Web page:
Monday, November 23, 2009

Good Leadership Embraces Good Prevention

Although seemingly far removed from our home in the Pacific, the events of Nov.5, 2009, at Ft. Hood have undoubtedly touched each of us. Twelve were killed and 31 injured by a service-member opening fire on fellow Soldiers. It will probably never be known if this tragedy could have been prevented had others intervened during his career or if others had recognized warning signs of him being in trouble.

This tragedy does, however, serve as a reminder of the importance of taking care of ourselves and each other and stepping forward when we see a Wingman/Battle Buddy/Shipmate/Marine in need. We must remain aware of changes in behavior and demeanor, of signs that something is not right, whether it be with a co-worker, friend or family member. We should not hesitate to speak up or to act. We must set discomfort aside and understand our responsibility to look out for each other and ourselves. Service members pride themselves on their ability to be strong in the face of extreme stress, yet we must be strong enough to embrace the idea that getting help is not a sign of weakness.

The Department of Defense has launched efforts aimed at reducing the stigma associated with receiving behavioral health services and provides an array of resources that may serve as that first step in accessing care. Help is easily accessible and confidential. Speed of treatment and getting the right treatment are key to minimizing long-term behavioral health consequences. Signs of problems may include anxiety, depression, hyper-vigilance, insomnia, nightmares, emotional numbness, cognitive difficulties and intrusive thoughts. Additionally, feelings of guilt or sorrow, abuse of alcohol or drugs, loneliness, divorce and domestic violence can occur.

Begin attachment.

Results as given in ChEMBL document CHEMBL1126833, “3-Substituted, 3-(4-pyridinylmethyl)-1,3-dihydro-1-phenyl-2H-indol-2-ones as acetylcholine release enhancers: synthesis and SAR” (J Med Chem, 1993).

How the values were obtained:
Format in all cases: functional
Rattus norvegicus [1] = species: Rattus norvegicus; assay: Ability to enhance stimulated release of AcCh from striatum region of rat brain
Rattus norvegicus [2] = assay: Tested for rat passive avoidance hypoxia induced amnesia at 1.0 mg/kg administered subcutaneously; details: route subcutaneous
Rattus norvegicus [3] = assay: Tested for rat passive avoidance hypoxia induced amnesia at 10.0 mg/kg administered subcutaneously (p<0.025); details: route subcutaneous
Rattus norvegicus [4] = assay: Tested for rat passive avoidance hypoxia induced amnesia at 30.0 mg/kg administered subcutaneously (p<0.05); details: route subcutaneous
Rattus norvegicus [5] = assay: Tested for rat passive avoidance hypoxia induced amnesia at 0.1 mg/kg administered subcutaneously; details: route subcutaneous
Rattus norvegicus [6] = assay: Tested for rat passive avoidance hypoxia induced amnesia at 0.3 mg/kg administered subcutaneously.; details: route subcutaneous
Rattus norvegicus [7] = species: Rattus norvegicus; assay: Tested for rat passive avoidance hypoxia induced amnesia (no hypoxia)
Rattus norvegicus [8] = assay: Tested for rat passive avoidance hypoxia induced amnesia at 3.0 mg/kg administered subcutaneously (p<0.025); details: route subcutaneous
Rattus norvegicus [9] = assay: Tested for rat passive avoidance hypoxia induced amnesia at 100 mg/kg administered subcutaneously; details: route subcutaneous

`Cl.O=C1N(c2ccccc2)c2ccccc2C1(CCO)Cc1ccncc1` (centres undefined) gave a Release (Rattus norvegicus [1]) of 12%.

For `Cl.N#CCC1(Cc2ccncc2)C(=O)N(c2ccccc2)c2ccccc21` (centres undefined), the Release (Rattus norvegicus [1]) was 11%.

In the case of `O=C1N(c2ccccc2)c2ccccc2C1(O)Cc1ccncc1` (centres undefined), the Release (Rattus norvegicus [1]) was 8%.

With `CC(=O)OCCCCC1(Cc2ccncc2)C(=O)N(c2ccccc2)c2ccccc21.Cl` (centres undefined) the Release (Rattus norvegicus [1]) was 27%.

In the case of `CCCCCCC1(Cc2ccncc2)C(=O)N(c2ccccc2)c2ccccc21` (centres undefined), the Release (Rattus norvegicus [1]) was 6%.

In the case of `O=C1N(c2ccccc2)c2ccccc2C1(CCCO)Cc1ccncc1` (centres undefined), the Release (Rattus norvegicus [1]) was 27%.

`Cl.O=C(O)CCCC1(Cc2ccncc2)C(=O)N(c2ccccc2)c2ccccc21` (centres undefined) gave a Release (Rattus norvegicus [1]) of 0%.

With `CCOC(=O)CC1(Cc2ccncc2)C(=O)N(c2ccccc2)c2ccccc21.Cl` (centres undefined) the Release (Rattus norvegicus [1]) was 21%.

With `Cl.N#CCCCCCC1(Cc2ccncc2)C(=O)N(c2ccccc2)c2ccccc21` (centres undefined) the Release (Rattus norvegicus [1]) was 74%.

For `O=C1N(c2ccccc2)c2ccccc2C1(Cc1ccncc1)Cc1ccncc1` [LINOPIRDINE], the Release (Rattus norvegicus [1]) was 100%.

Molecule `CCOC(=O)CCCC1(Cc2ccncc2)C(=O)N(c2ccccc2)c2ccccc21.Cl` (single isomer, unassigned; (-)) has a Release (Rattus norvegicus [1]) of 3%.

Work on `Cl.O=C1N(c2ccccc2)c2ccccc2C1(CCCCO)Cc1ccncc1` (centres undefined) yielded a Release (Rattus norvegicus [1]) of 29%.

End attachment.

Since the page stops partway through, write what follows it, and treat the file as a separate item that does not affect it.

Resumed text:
To care for others, we must also take care of ourselves and seek out help if stressors become too much or begin to overwhelm us. It may be difficult to take that first step to help others or to obtain help for ourselves. We must understand that it is not only acceptable to seek help but seeking help should be encouraged. We may need to point our colleagues towards available resources, and we need to follow-up with them, to make sure that they have sought help and that those who can help have in fact responded. We need to do the same with our families, our neighbors and our friends.

Good leadership embraces good prevention. From seaman to admiral or private to general, we are all trained to lead. Preventive behavioral and mental health must be endorsed as a leadership and peer-to-peer responsibility. A profound part of looking after people under our charge, or people important in our lives, is to reinforce the benefits of behavioral/mental health assistance and to encourage getting help when needed.

GUEST BLOGGER: Rear Adm. Michael H Anderson,
U.S. Pacific Command Surgeon

1 comment:

Bill said...

Focus Guides (Outreach and Prevention Staff Guide; Marriage and Relationship Enhancement Focus
Guide) have now been posted : (The Key Spouse
Guide and the Healthcare Professionals Resource Guide is now nearing completion of the review process, so watch for them.)

Also see


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